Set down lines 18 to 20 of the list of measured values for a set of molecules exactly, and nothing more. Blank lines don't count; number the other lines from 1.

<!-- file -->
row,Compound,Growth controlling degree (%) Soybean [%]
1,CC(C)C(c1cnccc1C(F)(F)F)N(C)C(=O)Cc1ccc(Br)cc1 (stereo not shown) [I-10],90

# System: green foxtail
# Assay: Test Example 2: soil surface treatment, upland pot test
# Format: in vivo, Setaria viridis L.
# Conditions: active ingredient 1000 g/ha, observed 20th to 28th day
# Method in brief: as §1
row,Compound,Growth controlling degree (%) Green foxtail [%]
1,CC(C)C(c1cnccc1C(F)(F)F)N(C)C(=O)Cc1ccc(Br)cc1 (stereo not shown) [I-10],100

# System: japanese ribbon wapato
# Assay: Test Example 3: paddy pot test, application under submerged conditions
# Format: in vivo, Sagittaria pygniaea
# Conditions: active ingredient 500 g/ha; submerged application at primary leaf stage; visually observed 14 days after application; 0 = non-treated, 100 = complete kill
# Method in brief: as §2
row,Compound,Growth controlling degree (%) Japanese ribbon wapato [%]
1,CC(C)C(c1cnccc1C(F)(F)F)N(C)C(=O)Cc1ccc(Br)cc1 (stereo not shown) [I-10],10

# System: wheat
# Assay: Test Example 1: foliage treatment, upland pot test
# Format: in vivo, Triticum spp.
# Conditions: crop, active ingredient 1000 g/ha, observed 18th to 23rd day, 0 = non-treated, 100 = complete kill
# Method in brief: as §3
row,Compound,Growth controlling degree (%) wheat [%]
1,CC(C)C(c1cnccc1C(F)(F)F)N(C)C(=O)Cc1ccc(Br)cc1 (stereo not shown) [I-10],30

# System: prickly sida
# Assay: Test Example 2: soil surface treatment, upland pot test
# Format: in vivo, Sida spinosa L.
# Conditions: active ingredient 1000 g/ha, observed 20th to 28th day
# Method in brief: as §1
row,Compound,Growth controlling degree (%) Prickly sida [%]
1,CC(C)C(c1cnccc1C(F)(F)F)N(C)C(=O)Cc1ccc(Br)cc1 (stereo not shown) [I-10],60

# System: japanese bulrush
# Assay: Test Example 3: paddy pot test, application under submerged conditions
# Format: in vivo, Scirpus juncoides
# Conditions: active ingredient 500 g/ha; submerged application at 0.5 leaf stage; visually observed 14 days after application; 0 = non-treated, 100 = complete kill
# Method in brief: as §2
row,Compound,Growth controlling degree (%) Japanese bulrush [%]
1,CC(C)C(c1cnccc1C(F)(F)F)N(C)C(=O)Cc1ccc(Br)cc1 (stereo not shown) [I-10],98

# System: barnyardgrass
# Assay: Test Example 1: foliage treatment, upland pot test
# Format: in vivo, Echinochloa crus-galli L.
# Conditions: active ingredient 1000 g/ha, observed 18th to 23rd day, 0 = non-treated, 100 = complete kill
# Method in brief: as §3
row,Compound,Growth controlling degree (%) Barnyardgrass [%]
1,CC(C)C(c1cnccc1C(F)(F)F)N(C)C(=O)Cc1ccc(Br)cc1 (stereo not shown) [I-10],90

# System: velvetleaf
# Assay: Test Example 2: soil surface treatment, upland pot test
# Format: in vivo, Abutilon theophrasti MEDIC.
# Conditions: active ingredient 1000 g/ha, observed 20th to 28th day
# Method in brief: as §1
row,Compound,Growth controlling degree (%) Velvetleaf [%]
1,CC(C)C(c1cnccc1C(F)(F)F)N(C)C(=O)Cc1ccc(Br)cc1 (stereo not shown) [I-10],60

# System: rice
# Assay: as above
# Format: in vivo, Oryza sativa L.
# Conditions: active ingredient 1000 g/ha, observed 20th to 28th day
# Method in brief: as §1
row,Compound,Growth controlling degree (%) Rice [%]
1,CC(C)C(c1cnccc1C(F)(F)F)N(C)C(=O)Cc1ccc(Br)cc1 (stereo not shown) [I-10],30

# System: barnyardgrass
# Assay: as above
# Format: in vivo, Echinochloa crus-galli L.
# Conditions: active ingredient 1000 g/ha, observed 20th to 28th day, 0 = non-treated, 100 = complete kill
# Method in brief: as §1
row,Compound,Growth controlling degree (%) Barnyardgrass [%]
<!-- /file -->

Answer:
# Assay: Test Example 1: foliage treatment, upland pot test
# Format: in vivo, Triticum spp.
# Conditions: crop, active ingredient 1000 g/ha, observed 18th to 23rd day, 0 = non-treated, 100 = complete kill